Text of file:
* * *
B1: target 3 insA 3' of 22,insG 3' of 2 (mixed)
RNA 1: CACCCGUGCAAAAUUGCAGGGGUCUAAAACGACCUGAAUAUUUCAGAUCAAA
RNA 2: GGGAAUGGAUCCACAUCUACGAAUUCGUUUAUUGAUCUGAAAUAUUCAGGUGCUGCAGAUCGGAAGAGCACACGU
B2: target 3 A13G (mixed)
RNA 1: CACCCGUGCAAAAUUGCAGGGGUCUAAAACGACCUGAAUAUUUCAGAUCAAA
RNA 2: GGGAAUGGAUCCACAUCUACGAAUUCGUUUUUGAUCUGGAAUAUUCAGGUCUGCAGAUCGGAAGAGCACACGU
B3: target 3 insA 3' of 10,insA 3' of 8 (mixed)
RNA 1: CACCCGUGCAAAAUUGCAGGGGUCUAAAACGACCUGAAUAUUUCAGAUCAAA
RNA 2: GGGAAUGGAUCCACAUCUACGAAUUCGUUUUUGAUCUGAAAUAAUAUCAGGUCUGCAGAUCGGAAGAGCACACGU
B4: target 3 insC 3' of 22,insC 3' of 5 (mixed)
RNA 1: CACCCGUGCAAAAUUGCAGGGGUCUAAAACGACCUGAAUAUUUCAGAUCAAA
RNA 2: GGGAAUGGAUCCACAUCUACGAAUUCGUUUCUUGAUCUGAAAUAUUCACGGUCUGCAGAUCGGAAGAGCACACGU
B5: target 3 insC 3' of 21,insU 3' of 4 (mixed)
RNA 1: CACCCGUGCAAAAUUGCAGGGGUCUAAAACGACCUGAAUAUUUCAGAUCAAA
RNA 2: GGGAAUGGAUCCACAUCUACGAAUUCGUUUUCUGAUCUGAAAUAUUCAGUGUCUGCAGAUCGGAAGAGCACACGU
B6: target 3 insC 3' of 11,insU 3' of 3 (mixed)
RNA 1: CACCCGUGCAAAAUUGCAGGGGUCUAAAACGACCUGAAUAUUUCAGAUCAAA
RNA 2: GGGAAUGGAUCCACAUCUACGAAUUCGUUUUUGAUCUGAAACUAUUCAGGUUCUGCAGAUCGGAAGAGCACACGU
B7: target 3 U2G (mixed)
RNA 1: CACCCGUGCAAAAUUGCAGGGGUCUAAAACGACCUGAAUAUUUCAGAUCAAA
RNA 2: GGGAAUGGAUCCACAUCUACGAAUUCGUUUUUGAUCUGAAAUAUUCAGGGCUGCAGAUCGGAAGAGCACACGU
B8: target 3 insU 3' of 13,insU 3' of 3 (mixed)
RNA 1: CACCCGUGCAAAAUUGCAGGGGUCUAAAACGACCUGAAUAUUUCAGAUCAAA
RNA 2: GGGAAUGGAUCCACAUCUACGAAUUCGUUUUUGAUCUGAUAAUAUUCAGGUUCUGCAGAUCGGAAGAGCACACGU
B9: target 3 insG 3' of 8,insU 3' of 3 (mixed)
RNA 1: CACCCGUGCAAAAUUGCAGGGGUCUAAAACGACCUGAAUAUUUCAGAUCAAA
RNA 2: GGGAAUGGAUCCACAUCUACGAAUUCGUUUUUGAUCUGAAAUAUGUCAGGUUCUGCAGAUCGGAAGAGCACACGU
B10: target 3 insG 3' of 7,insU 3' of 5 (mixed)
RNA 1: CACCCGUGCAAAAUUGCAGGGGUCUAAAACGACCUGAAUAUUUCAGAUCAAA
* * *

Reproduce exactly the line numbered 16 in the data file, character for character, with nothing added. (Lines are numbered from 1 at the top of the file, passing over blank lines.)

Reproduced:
B6: target 3 insC 3' of 11,insU 3' of 3 (mixed)